UPDATE 2: In an e-mail sent this afternoon, David Anderson, chief backer of an initiative intended to stop high-speed trains from running through Lakewood, now has set Aug. 7 as its prospective election date.
He has also set March 2 as the deadline to collect 5,500 signatures to qualify the initiative for the ballot. Anderson said he has 500 signatures currently.
That was well short of the number needed by his deadline Sunday to qualify the initiative for the May 15 special election.
But Anderson recently discovered the Pierce County Auditor’s Office had discontinued that as an election date. It’s too late to try to qualify the initiative for the February or April elections so August is the next available election.
Even if supporters manage to gather enough signatures, their effort might be moot.
The initiative seeks to bar the city from entering into an agreement with any government agency that supports or enables high-speed Amtrak service to run through Lakewood.
Anderson expects such an agreement to be drafted following the release of the results of an environmental study sometime this summer.
If the city and Washington State Department of Transportation sign that agreement before the initiative goes to voters, it would be “untouchable by initiative,” Anderson explained in an e-mail.
Earlier posts on this topic with more information follows.
UPDATE: An initiative aimed at stopping high-speed passenger trains from rumbling through Lakewood might have a second life after all.
Less than two hours after telling me that the measure was “not to be,” chief backer David Anderson, president of the Tillicum-Woodbrook Neighborhood Association, said he might have “miscalibrated” the timeline he established to gather 5,500 signatures under deadlines established by the county elections office. Now he’s checking with the office to see if he can extend his deadline to Jan. 27 in an effort to qualify the measure for the May 15 special election.
Anderson said he had gathered 438 signatures by the deadline Sunday and might get some more over the next two days.
Anderson is e-mailing the office tonight and will follow up with a phone call tomorrow morning. I’ll keep you updated.
EARLIER POST: Backers of an initiative aimed at stopping high-speed passenger trains from rumbling through Lakewood failed to gather enough signatures to qualify for the May ballot.
David Anderson, who started the signature drive, said Monday supporters have collected 438 signatures, about 8 percent of the 5,500 signatures he wants to have in hand by his deadline Sunday.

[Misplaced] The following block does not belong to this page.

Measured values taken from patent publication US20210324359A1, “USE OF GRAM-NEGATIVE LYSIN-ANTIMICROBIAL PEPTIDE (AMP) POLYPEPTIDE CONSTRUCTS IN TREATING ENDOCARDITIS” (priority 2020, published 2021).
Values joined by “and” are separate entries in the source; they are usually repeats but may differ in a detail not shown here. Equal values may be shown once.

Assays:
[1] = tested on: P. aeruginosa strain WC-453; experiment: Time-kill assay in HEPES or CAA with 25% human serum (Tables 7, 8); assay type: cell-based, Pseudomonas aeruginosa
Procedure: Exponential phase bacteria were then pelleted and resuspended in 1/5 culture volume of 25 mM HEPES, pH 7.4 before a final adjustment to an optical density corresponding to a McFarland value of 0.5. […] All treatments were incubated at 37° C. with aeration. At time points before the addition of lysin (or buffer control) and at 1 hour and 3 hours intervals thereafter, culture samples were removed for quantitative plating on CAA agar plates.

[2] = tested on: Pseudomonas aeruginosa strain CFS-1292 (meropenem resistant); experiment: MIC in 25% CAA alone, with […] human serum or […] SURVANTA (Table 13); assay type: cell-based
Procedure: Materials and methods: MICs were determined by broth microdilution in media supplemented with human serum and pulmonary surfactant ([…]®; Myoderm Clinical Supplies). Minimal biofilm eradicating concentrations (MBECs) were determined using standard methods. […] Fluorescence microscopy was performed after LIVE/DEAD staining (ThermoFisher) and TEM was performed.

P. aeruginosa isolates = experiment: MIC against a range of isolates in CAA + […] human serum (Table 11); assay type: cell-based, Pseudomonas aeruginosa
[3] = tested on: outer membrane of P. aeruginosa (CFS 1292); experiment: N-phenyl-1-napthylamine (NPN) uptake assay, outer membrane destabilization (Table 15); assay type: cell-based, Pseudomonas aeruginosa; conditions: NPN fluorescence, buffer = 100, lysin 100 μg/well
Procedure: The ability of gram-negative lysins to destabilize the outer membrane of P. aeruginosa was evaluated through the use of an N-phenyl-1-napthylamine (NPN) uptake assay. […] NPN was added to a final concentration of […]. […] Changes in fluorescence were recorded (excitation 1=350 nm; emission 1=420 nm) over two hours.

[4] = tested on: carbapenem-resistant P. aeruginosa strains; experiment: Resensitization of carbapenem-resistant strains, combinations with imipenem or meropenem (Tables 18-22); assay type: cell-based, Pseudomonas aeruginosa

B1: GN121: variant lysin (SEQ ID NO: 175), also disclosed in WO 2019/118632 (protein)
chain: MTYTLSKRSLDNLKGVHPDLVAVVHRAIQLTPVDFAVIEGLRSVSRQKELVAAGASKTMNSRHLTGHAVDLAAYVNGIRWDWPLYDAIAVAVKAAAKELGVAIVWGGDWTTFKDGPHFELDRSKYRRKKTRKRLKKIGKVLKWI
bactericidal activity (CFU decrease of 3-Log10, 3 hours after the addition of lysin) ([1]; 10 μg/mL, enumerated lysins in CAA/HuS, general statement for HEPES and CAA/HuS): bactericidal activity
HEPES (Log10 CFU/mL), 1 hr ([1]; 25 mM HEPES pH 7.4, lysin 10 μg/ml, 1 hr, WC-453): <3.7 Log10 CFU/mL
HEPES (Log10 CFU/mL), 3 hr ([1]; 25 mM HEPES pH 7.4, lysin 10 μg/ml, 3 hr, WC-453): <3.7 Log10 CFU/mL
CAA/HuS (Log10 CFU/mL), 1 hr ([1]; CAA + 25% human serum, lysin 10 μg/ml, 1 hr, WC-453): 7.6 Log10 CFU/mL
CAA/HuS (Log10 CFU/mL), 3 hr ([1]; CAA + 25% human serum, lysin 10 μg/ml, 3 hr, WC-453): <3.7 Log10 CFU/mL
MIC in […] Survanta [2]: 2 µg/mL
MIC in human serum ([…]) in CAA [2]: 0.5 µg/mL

Supporters must gather 4,029 valid signatures from registered voters in Lakewood to qualify the initiative. They seek 20 percent more to account for invalid signatures the Pierce County Auditor’s Office throws out because the signer doesn’t live in Lakewood or didn’t register to vote, for example.
Anderson, who qualified a city initiative that would have banned minicasinoes in Lakewood that voters rejected in 2008, was disappointed in the result.
He said he might receive some late signatures over the next two days but doubted the tally would reach 600.
“Thought it would catch on,” Anderson wrote in an e-mail. “Not to be. Trains on the way.”
The Washington State Department of Transportation proposes to shift passenger trains from the Burlington Northern Santa Fe mainline along the waterfront near Point Defiance to an inland route; the goal is to save time and improve reliability for Amtrak Cascades service. The $91 million federally funded project is in the middle of an environmental review.Lakewood leaders and residents have expressed safety concerns because the trains would move through residential neighborhoods at speeds up to 79 mph. They would run through Lakewood’s Tillicum neighborhood, where Anderson lives and leads its neighborhood association.
The initiative sought to bar the city from entering into an agreement with any government agency that supports or enables high-speed Amtrak service to run through Lakewood.
Anderson has said this is the only chance to qualify the initiative for the ballot.
The bypass is in the midst of an environmental review that examines the impacts of rerouting the trains, including safety and noise, and offers ways to mitigate them. It’s anticipated the city and WSDOT would sign an agreement related to the mitigation.
Anderson expects that the agencies would sign that agreement this summer before the next election that backers could try again to qualify the initiative.
In January 2010, the Lakewood City Council approved a resolution opposing the Point Defiance Bypass project. It took the action before the Federal Railroad Administration required WSDOT to complete an environmental review as a condition of using federal stimulus dollars.
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